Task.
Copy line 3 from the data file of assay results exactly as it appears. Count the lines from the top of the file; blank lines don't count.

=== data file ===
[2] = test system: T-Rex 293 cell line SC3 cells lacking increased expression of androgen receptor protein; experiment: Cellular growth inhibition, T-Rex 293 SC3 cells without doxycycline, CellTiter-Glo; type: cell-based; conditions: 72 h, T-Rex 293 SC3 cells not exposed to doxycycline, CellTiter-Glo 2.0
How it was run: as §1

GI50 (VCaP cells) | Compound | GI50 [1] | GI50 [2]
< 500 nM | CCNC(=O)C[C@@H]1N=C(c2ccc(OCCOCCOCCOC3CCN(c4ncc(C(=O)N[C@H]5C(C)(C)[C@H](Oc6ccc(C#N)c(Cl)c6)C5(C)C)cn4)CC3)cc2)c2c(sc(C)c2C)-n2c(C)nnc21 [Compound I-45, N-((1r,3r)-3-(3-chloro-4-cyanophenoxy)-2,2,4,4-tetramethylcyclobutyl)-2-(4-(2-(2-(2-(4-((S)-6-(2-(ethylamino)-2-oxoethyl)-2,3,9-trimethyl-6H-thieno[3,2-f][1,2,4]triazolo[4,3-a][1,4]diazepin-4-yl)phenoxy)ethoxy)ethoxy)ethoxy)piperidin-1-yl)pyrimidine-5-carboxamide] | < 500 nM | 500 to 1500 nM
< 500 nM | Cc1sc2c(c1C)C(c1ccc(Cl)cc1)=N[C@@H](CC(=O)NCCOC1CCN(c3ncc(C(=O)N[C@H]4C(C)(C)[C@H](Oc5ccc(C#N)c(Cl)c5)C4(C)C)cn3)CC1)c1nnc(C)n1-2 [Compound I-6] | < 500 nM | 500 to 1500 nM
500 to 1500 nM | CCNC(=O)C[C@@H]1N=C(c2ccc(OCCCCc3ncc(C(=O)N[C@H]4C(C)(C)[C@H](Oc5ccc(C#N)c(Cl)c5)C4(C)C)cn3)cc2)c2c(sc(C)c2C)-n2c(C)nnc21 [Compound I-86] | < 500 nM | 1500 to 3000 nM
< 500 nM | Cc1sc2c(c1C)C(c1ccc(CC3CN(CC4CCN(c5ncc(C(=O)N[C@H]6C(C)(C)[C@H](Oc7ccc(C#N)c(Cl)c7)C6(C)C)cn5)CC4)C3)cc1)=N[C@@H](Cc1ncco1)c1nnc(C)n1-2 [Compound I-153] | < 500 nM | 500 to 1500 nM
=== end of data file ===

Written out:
GI50 (VCaP cells) | Compound | GI50 [1] | GI50 [2]